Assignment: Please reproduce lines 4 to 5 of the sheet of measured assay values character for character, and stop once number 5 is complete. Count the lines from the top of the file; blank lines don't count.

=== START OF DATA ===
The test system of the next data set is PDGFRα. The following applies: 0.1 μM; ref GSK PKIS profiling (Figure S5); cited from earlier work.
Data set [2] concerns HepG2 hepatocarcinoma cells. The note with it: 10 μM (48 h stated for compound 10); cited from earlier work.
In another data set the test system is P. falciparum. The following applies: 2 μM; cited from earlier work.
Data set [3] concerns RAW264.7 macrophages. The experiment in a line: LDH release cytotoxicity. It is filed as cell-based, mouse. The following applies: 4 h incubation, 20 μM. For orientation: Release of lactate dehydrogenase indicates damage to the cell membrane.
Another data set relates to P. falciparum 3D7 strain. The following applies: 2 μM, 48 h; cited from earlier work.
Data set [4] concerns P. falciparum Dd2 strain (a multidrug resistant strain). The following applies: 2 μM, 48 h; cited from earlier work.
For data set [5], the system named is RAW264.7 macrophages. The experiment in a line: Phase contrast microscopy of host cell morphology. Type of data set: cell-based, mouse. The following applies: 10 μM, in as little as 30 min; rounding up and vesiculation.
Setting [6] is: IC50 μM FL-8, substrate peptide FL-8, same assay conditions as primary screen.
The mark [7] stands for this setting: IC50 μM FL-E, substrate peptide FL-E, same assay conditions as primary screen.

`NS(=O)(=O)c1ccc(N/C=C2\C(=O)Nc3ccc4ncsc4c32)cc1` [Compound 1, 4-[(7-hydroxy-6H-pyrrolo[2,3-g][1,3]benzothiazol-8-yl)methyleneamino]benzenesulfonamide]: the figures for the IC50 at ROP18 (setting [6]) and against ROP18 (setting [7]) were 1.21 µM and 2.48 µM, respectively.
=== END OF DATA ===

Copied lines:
Data set [3] concerns RAW264.7 macrophages. The experiment in a line: LDH release cytotoxicity. It is filed as cell-based, mouse. The following applies: 4 h incubation, 20 μM. For orientation: Release of lactate dehydrogenase indicates damage to the cell membrane.
Another data set relates to P. falciparum 3D7 strain. The following applies: 2 μM, 48 h; cited from earlier work.